New Community Kitchen to open soon
by CHRISTY ARMSTRONG  Banner Staff Writer
Apr 27, 2014 | 755 views | 0 0 comments | 6 6 recommendations | email to a friend | print
New Community Kitchen
THE FOUNDERS of a new community kitchen pause for a photo inside the space they and several volunteers have been renovating to turn into a community kitchen called Cleveland Daily Bread. Pictured are Ben Ronca and Sharon Barker.  Banner photo, CHRISTY ARMSTRONG
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The local homeless and hungry may soon have another place to eat, if two local residents’ plans to open a new community kitchen come to fruition.

Ben Ronca and Sharon Barker have been making plans to open Cleveland Daily Bread, a kitchen that will offer free weeknight meals to those in need.

“Separately, we both had visions of doing something in this community,” Ronca said. “Now, we’re working together.” 

The two have already secured a location and 501(c)3 nonprofit status. On Friday afternoon, the kitchen passed its very first Health Department inspection.

While the exact date for Cleveland Daily Bread’s first meal does not have a definite date, Barker said everything should be up and running within a couple of weeks.

Located at 453 Broad Street S.W., across the corner from Cleveland Fire Department Station 1, the building sits in an area Ronca said is home to many people who are homeless or at least living on very limited incomes.

The goal is  to help people who need it get food.

While there are already local organizations that help people by giving them food, both Ronca and Barker said they believed there was still a need for another community kitchen.

Barker said she gained a newfound urgency to help people who do not have adequate access to food when she read in the newspaper how Bradley County’s homeless includes children.

She said there is not currently an organization she knows of that provides a weeknight evening meal. While some organizations provide daytime or weekend meals, there are still children who are hungry when they go to sleep at night.

Ronca, who served as a pastor in Florida for roughly 30 years before moving to the area, said he wants the Cleveland Daily Bread to “complement” what other ministries are doing to help by offering meals at a time they are not currently being offered.

“We hope that if we can work together with the other organizations, there will be no children on the streets and hungry,” Barker said.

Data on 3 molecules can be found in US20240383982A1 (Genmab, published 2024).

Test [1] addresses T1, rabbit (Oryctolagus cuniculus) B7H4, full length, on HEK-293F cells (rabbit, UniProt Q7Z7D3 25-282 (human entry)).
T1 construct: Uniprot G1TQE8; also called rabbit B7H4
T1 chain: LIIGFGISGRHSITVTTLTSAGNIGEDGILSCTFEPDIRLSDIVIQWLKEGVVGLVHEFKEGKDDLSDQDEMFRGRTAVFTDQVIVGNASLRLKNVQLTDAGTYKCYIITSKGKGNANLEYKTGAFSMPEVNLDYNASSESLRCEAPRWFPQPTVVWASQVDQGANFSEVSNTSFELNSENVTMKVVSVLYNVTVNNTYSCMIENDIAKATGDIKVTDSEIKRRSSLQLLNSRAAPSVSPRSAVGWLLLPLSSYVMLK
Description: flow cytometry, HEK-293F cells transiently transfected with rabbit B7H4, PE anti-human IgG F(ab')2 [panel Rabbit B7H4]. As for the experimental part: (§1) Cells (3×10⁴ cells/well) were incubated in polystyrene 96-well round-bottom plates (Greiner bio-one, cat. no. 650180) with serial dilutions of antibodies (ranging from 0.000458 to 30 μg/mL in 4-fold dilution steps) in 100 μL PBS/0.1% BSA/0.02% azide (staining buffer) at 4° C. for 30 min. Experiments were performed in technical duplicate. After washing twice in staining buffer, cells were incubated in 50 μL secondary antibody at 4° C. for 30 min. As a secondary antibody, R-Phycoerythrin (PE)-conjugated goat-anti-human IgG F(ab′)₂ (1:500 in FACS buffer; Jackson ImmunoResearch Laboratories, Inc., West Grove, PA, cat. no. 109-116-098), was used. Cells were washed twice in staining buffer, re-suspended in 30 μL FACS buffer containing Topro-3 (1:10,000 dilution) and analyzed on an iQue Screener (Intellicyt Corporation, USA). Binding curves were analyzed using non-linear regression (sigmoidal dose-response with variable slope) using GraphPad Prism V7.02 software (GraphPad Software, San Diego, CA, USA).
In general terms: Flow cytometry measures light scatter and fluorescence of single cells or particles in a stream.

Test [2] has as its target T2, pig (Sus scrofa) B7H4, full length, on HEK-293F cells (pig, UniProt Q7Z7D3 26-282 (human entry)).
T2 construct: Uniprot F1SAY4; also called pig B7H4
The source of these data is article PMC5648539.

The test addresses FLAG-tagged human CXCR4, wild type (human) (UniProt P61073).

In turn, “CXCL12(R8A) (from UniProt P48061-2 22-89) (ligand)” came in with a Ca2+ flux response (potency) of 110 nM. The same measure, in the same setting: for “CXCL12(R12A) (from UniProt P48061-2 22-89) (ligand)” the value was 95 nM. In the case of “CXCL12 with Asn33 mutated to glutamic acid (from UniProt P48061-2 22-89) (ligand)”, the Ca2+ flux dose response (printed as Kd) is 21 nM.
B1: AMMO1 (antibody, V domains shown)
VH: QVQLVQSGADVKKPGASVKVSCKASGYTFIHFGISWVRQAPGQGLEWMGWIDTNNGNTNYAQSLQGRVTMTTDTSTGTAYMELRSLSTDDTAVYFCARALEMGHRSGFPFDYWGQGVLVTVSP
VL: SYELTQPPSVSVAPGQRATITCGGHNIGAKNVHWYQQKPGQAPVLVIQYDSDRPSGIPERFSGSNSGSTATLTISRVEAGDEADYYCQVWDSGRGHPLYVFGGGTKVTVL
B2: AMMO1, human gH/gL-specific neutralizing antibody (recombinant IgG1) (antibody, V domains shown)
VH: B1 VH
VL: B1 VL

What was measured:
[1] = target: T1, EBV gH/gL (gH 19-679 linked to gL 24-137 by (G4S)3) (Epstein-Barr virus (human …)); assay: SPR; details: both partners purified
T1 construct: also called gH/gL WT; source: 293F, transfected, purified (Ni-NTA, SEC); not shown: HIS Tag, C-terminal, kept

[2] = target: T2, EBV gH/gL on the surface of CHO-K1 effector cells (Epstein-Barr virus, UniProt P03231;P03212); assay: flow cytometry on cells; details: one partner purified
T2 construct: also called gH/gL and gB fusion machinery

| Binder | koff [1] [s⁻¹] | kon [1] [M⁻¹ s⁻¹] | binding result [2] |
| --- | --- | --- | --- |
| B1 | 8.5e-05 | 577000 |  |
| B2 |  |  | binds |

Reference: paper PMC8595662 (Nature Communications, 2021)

They said they hope to be able to serve a meal Monday through Friday at 5:30 each night.

The building, which Ronca owned, has undergone much work to make it ready for a community kitchen. Walls were painted. Floors were cleaned. A kitchen was created with donated appliances. Electrical work in the previously uninhabited building was brought up to code.

Both Ronca and Barker have said the community has been working to make their vision a reality. Numerous volunteers have helped with painting and other projects, and a local electrician donated about $5,000 worth of parts and labor.

While some work remains, most of it is cosmetic. Barker said they hope to have volunteers help them paint the building’s exterior before it opens and install a sign they have already had made.

They have the resources they need to get the kitchen stocked with food and ready to serve meals. However, they said they will also be seeking donations to make sure everything keeps going longterm.

Cleveland Daily Bread has received its nonprofit status through a larger nonprofit group in Florida called Seminary Covenant Community, Barker said. The larger organization has made the Cleveland kitchen one of its projects.

Now they are less worried about getting the facility itself ready, the two concerned residents have been focusing on what they would like the kitchen to become.

Barker said she wants it to be a place that “feels like coming home for dinner,” a place where people can gather for good, friendly conversation. While it will not be “like a church service,” Ronca said they will not hide their Christian beliefs because they feel they can offer hope to those living in hopeless situations.

“A lot of people don’t experience the love of God from other people,” Ronca said.

In addition to one meal a day, they also hope to be able to gather enough nonperishable foods to allow people to take something home with them.

The building has one and a half bathrooms, and Barker said the full bathroom will be reserved for those who need to take showers. Cleveland Daily Bread plans to keep the bathrooms well-stocked with supplies like soap, shampoo and towels.

Barker said she would eventually like to get a washer and dryer so people can shower and not have to put on dirty clothes.

While it will not be a place for people to sleep, it will offer a place for people to come in from the weather outside. On a recent work day, Barker peered out the building’s window to see an April shower had begun pounding the pavement with raindrops.

“This is a bad day for those folks out there without homes,” Barker said, not taking her eyes away from the wet weather. “The sooner we can get it open, the better it will be. I’ve been blessed, and now I’d like to bless someone that’s not.”

The organization’s biggest need right now is for volunteers, the directors said. However, donations are also welcome and can be mailed to 453 Broad Street S.W., Cleveland, TN 37311.

For more information, call 423-715-9193.